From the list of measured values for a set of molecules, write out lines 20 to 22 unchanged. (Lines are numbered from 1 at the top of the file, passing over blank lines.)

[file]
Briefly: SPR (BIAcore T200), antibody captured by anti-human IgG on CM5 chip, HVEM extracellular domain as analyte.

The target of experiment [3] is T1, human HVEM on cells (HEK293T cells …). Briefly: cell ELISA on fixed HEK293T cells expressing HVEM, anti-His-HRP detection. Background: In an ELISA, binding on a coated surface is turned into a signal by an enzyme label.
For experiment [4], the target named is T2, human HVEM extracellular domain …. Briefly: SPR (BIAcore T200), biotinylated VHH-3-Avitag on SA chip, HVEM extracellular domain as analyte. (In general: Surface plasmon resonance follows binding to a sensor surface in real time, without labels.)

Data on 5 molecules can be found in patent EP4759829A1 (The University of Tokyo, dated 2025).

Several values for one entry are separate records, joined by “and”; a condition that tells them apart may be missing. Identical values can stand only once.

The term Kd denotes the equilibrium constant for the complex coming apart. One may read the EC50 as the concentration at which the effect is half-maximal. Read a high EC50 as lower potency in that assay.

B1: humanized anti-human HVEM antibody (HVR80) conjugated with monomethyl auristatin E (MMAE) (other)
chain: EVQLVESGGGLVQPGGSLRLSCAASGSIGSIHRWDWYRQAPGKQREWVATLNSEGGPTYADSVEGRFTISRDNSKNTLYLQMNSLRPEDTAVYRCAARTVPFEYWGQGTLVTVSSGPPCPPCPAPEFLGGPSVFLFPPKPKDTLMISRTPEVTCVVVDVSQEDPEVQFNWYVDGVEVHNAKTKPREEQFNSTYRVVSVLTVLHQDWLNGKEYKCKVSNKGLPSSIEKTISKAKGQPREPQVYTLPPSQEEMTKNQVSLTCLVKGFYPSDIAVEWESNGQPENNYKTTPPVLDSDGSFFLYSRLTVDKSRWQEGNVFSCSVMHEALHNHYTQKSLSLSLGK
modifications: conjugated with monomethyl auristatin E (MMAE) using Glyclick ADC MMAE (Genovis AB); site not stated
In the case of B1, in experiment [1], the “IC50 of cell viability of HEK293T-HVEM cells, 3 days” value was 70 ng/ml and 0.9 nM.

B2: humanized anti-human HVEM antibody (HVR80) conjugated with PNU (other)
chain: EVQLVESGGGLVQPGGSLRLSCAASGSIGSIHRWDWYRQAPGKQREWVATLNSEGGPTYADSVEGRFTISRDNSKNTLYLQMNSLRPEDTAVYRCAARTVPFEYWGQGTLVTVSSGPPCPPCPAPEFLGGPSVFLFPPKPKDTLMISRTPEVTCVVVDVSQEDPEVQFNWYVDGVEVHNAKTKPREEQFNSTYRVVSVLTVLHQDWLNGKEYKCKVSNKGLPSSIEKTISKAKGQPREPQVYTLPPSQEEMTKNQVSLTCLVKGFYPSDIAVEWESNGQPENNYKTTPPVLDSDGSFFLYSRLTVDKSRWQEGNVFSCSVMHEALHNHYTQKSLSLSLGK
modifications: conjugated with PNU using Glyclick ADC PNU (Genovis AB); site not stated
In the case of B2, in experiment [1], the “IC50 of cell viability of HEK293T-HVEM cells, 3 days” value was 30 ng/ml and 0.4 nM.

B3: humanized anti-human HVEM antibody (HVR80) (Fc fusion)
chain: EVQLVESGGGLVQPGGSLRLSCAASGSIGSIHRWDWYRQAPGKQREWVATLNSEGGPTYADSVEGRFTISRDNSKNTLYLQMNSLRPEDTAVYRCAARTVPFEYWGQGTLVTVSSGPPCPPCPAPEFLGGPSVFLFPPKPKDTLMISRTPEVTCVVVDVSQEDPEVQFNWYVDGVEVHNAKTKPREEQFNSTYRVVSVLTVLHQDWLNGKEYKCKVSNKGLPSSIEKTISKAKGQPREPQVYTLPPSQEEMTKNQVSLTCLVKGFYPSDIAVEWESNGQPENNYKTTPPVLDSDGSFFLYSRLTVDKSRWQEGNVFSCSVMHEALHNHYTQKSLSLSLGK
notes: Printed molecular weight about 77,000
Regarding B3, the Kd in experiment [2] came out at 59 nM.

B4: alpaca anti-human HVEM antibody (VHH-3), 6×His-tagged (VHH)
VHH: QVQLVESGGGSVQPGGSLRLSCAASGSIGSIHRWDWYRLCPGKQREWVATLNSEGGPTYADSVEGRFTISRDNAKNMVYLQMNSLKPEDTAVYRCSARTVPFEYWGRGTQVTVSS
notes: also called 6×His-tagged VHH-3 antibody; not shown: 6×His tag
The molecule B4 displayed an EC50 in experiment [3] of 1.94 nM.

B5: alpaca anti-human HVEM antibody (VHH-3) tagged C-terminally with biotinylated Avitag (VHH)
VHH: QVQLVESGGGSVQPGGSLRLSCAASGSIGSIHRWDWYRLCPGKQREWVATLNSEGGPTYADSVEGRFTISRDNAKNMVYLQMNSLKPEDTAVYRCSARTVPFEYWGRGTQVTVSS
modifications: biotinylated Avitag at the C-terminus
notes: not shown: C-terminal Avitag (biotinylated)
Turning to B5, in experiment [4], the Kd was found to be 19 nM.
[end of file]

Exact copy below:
VHH: QVQLVESGGGSVQPGGSLRLSCAASGSIGSIHRWDWYRLCPGKQREWVATLNSEGGPTYADSVEGRFTISRDNAKNMVYLQMNSLKPEDTAVYRCSARTVPFEYWGRGTQVTVSS
notes: also called 6×His-tagged VHH-3 antibody; not shown: 6×His tag
The molecule B4 displayed an EC50 in experiment [3] of 1.94 nM.